What should 60-70-year-olds invest in?

Since Upward really doesn't focus on retirees or pre-retirement planning, this is not my predominant area of focus. However, from time to time, I get this question, so I thought it was worth discussing.

For people who are investing in their 60's and 70's, I automatically think of "preservation mode". Because these have typically been the years where Americans retire, being heavily invested in only stocks can create a devastating blow to that target retirement date. For example, let's say you were 65 in 2008 and your stock portfolio took a 40% dive. Guess what? That target retirement date just got pushed into the future.

What's the answer?

1. Diversification

2. Money Buckets

3. Regular Reviews

 

Diversification: As we age, we need to make sure more of our portfolio is focused on modest, consistent, predictable returns. Not only do you want to diversify between stocks, bonds, cash, and real estate, you also want to make sure you diversify between US and international holdings. Oh, and don't forget to not have too many eggs in one basket. Make sure you diversify among various industries and ladder your bond maturities.

 

Money Buckets: Because many of us get a late start in retirement savings, some people may need to play catch up. That being said, I don't recommend a person in their 60's or 70's to bet it all in the markets to try to grab onto a 20% annual return. This is where money buckets come in. A money bucket holds funds reserved for short-, mid-, and long-term time horizons. This takes planning to accomplish, but is an excellent way to manage capital preservation and need for growth. Short-term funds are used for 1-3 year needs and emergency funds and should be liquid and conservatively invested. Mid-term funds would be in the 3-7 year time frame and moderately invested. Long-term, 7 years plus, would be positioned for growth.

 

Regular Reviews: Most of us need the input and direction from a professional from time to time. Don't risk your future on doing it yourself. Even the best financial planner farms his/her own portfolio to a like-minded adviser for input, direction, and confirmation. I recommend a fee-only planner, CFP, and an advisor who doesn't make all his/her money on commissions for selling investments. Make sure they are performing as a fiduciary and initiate yearly comprehensive meetings at a bare minimum.

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Which should come first: saving for our children’s college education or saving for our retirement?

I have had several clients and friends ask the question, “What should we save for first: our children’s college education or our retirement?”

My quick response is undoubtedly retirement. I was told very early on in my investment training that you can borrow for college, but you cannot borrow for retirement. Of course, that was before a reverse mortgage was considered a viable option. But, for me, even with that added tool, I still feel strongly about saving for retirement being the higher priority. Here’s why.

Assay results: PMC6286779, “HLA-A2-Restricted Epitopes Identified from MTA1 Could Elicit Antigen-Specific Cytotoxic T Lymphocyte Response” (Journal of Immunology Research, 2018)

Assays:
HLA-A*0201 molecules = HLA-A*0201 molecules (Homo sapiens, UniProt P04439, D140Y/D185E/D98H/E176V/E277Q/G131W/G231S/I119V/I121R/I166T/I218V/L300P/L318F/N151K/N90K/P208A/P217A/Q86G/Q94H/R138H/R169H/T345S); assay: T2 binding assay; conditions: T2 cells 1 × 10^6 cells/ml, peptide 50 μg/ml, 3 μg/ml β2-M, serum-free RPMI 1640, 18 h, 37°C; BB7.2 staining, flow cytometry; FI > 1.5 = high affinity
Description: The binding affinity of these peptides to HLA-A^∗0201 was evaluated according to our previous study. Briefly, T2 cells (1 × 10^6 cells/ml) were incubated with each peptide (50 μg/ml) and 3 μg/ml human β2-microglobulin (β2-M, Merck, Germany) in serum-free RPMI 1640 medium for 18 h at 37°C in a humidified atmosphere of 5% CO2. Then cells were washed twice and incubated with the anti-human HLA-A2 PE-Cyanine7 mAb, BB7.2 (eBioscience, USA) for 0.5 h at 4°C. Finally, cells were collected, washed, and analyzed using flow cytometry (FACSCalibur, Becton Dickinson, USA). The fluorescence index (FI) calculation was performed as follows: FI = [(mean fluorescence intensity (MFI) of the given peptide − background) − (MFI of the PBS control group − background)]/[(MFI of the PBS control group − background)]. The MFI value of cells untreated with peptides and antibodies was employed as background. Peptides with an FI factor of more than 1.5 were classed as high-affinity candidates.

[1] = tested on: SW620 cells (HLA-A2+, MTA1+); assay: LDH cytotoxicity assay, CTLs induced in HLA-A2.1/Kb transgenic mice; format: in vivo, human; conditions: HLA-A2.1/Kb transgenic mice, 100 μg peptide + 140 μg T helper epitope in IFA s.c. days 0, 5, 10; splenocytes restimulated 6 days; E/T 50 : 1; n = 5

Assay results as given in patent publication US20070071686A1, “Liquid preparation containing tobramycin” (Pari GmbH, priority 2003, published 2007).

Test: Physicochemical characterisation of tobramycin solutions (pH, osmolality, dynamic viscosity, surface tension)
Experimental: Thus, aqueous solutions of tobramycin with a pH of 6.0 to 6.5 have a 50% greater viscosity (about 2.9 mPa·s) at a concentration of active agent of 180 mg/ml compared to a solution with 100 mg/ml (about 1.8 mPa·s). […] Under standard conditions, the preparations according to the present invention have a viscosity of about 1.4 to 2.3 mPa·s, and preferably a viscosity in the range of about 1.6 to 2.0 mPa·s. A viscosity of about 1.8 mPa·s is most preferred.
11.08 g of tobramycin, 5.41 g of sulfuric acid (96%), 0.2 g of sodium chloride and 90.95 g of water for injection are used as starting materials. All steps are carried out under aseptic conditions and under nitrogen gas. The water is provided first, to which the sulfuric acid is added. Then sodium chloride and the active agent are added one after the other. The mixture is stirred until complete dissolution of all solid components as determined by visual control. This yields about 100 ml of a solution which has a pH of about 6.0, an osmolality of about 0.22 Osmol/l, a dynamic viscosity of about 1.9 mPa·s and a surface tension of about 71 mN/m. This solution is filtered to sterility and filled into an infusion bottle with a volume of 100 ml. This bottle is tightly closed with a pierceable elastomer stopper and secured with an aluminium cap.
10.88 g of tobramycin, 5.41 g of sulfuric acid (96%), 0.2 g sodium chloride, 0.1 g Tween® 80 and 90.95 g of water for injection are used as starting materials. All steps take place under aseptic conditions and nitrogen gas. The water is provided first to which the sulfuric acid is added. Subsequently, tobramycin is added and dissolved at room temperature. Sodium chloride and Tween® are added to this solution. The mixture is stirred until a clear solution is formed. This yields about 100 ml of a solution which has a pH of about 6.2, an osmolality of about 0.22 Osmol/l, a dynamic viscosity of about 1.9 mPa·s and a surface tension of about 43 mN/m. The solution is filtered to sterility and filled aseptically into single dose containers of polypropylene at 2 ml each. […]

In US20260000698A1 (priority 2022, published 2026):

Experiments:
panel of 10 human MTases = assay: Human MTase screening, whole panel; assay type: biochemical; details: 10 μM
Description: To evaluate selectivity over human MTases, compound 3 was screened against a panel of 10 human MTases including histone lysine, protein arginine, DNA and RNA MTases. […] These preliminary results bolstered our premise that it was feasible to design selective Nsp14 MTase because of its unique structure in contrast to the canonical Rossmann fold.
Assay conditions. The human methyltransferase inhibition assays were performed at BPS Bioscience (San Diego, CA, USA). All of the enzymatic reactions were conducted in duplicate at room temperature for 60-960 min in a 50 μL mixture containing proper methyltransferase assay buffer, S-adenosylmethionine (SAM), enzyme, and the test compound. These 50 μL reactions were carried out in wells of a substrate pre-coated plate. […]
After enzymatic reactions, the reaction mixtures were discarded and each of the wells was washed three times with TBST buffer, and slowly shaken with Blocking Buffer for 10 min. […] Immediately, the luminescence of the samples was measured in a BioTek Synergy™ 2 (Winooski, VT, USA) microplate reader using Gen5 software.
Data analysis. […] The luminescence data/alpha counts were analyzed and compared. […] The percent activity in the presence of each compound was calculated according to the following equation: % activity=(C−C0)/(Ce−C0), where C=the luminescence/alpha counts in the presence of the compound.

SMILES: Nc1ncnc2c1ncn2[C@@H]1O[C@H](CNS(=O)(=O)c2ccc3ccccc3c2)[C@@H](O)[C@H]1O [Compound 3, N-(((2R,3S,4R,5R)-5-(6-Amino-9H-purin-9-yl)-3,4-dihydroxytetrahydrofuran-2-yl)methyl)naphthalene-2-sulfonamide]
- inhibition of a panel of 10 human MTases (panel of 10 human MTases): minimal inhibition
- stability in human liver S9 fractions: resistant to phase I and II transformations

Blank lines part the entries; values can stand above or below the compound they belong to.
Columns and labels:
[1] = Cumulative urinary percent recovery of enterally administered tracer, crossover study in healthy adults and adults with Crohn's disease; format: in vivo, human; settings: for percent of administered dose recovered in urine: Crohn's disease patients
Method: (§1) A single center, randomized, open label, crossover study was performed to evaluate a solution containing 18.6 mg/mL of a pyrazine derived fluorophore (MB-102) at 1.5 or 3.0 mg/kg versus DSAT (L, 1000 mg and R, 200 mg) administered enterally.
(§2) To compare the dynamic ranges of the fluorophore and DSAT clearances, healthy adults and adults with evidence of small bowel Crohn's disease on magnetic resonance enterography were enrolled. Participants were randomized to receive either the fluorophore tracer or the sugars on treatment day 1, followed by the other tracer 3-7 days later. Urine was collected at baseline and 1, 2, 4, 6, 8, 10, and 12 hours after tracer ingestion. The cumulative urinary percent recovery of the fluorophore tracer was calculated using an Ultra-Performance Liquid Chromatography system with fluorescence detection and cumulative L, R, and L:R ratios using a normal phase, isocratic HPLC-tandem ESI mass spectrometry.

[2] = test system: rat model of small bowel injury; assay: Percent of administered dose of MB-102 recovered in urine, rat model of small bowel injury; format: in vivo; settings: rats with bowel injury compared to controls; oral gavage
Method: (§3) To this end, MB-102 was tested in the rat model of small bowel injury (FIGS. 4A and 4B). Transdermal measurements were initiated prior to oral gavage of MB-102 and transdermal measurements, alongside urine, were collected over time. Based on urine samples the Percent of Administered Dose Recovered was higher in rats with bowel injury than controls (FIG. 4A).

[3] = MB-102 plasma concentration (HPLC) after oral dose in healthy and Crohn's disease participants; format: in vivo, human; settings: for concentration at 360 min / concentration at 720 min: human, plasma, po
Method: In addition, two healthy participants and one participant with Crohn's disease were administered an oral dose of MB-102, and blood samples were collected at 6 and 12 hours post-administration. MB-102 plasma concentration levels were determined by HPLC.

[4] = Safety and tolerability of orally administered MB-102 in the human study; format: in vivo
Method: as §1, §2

Many of you, including one of my dearest and closest friends, have been faced with having to financially support aging parents who didn’t save enough for retirement or made poor investment and retirement planning decisions. I know one couple who will soon be paying for college for their children while simultaneously supporting an aging mother who no longer has financial resources above Social Security. These burdens have not only put tremendous stress on their personal finances, but also on their marriage, their ability to have the lifestyle they want, and on their relationships with both their parent and children as all have to sacrifice in this situation. 

Is this the gift you want to give your children? Do you one day want to be knocking on their door to take care of you in old age because you spent your retirement on their education? If the answer is yes, by all means, save for their college first! 

Keep in mind there are many ways to get help with college funding, including merit-based or athletic scholarships, grants, loans, military benefits, work programs, pre-paid college tuition programs, and even home equity loans. I also promote the idea of considering a less-expensive junior college if you have a child who may waffle in his or her commitment to being a university student. This allows for them to earn their way to a more expensive education by proving they are taking their education seriously. As with anything in life, you value what you earned through hard work far more than things that were just handed to you.  

 

So what should you do?

Based on the popular rule of “pay yourself first,” here is a simple guide forallocating your savings:

1. Invest in your company’s 401(k) program if they match. Invest up to the amount that qualifies for a match. 

2. Pay off any high-interest debt. This includes credit card debt, personal debt, and student and auto loans. 

3. Make sure you have a 6-month reserve of emergency savings. Total all of your must-pay expenses for a month and multiply by 6. That’s your mark for emergency savings. 

4. Invest up to the maximum in your Roth IRA (if you qualify) or traditional IRA. Right now, that’s $5,500 per year if you’re under 50. You can also contribute the same amount to a non-working spouse’s IRA.  Remember, Roth IRAs have education spending benefits built-in also. 

5. Work with a fee-only financial planner to determine the dollar amount you should be setting aside for your ideal retirement. Everyone’s number is different, but I generally use 10% of pre-tax income as a guide. Your number could be lower or higher than that amount. 

6. Then fund a 529 plan for your children’s education. If you live in a state that offers tax benefits for these accounts, you are essentially throwing money away by not opening a 529 plan to fund college expenses. 

But in the end, save for retirement first!